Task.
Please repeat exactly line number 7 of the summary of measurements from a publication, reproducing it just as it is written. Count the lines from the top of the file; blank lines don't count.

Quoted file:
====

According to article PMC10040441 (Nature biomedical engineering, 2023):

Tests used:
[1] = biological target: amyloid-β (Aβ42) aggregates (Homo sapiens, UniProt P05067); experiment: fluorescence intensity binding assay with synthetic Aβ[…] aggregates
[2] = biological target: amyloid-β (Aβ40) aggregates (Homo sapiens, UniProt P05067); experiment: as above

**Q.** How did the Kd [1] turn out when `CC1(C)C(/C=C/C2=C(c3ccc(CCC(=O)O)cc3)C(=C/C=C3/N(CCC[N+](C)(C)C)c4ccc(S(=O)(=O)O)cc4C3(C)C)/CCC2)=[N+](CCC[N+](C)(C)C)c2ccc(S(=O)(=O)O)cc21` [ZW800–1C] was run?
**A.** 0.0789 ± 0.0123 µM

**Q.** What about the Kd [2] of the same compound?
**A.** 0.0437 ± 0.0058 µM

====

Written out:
**Q.** What about the Kd [2] of the same compound?